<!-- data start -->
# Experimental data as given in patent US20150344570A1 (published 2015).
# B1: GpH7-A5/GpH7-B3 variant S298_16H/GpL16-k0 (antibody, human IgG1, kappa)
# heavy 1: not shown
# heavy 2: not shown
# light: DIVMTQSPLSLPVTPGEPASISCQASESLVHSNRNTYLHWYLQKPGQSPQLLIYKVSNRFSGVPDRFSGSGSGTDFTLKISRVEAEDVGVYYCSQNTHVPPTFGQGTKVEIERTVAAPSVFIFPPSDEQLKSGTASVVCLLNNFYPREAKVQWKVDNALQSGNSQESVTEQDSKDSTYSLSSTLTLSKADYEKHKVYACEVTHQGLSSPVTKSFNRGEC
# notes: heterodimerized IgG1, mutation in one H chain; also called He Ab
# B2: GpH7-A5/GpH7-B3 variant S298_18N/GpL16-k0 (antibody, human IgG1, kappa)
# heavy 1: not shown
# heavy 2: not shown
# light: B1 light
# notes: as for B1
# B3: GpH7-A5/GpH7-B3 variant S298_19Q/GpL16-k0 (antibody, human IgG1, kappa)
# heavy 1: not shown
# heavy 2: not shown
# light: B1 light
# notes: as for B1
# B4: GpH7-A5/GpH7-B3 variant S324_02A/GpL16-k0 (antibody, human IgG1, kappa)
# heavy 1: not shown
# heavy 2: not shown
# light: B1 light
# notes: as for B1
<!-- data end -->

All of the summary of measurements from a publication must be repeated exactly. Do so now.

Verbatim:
# Experimental data as given in patent US20150344570A1 (published 2015).
# B1: GpH7-A5/GpH7-B3 variant S298_16H/GpL16-k0 (antibody, human IgG1, kappa)
# heavy 1: not shown
# heavy 2: not shown
# light: DIVMTQSPLSLPVTPGEPASISCQASESLVHSNRNTYLHWYLQKPGQSPQLLIYKVSNRFSGVPDRFSGSGSGTDFTLKISRVEAEDVGVYYCSQNTHVPPTFGQGTKVEIERTVAAPSVFIFPPSDEQLKSGTASVVCLLNNFYPREAKVQWKVDNALQSGNSQESVTEQDSKDSTYSLSSTLTLSKADYEKHKVYACEVTHQGLSSPVTKSFNRGEC
# notes: heterodimerized IgG1, mutation in one H chain; also called He Ab
# B2: GpH7-A5/GpH7-B3 variant S298_18N/GpL16-k0 (antibody, human IgG1, kappa)
# heavy 1: not shown
# heavy 2: not shown
# light: B1 light
# notes: as for B1
# B3: GpH7-A5/GpH7-B3 variant S298_19Q/GpL16-k0 (antibody, human IgG1, kappa)
# heavy 1: not shown
# heavy 2: not shown
# light: B1 light
# notes: as for B1
# B4: GpH7-A5/GpH7-B3 variant S324_02A/GpL16-k0 (antibody, human IgG1, kappa)
# heavy 1: not shown
# heavy 2: not shown
# light: B1 light
# notes: as for B1